How Drug War Targets Most Vulnerable, Topic of Boston Meetings
July 23, 2004
BOSTON – How America’s Drug War has become an attack on our country’s most disadvantaged is the topic of two talks to be delivered by the Executive Director of Americans for Safe Access. Steph Sherer, a medical marijuana patient, noted activist, and expert on drug policy was invited to address two plenary sessions of the Boston Social Forum, a gathering of several hundred national progressives at the University of Massachusetts.
Ms.Sherer’s talk is part of criminal justice sessions entitled, “The War on Drugs,” organized by Clifford Thornton, Whitney Taylor and Jack Cole. The sessions will present a wide range of reform ideas for criminal justice, public health, public policy, race relations, and law enforcement.
Ms. Sherer will focus on how legitimate public health issues are ignored in the service of fighting a failed drug war, one of the many areas where current policies do more harm to communities than good. She will argue that intellectual dishonesty in medicine leads to under-treatment of pain, criminalization of certain medicinal drugs and a continuing criminal justice focus on illicit drugs.
The first session, held today at 4:30pm, maps out how the war on drugs negatively affects the seriously ill, among others. The second session, scheduled for Saturday at 1:00pm, will explore solutions for affected populations, ranging from legalization, to working with state legislatures, to protesting current policies.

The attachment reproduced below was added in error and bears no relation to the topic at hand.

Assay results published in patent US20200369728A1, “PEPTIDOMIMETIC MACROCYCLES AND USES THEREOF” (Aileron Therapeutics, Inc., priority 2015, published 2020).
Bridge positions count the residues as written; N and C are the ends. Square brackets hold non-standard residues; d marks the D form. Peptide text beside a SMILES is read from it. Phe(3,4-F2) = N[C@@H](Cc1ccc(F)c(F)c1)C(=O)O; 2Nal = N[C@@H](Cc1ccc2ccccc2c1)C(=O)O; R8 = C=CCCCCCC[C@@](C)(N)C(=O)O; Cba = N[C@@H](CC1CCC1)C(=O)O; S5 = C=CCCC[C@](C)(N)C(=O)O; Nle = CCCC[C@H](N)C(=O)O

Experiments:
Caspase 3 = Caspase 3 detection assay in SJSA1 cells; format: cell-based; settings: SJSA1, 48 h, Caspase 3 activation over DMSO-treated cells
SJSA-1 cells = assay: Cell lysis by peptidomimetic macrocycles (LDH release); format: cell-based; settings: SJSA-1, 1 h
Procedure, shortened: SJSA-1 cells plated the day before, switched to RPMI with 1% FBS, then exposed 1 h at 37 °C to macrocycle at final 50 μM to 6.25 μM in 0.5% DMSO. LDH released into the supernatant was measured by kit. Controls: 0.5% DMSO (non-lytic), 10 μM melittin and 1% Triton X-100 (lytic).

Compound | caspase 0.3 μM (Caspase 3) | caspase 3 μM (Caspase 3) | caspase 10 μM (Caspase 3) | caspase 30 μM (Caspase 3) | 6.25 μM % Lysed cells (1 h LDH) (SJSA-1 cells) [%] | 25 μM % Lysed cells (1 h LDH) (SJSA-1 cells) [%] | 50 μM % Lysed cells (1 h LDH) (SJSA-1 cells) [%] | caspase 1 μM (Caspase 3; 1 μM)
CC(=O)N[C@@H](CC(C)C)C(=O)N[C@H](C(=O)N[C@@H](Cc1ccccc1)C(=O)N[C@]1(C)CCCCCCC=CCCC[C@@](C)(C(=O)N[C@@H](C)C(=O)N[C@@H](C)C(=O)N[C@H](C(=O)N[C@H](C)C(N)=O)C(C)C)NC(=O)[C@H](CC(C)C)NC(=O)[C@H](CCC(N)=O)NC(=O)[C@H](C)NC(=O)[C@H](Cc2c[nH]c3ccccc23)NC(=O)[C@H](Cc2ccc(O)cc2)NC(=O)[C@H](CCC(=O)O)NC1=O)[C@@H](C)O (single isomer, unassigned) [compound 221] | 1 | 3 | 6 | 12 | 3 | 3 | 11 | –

For more information on the Boston Social Forum, which includes nearly 600 different events and talks, and is sponsored by a coalition of Boston area progressive community organizations, non-profits, and unions, see www.BostonSocialForum.org.
For interviews with Steph Sherer or more information about medical marijuana and the Drug War, contact William Dolphin at (510) 919-1498. A national coalition of 10,000 patients, doctors and advocates, Americans for Safe Access is the largest organization working solely on medical marijuana.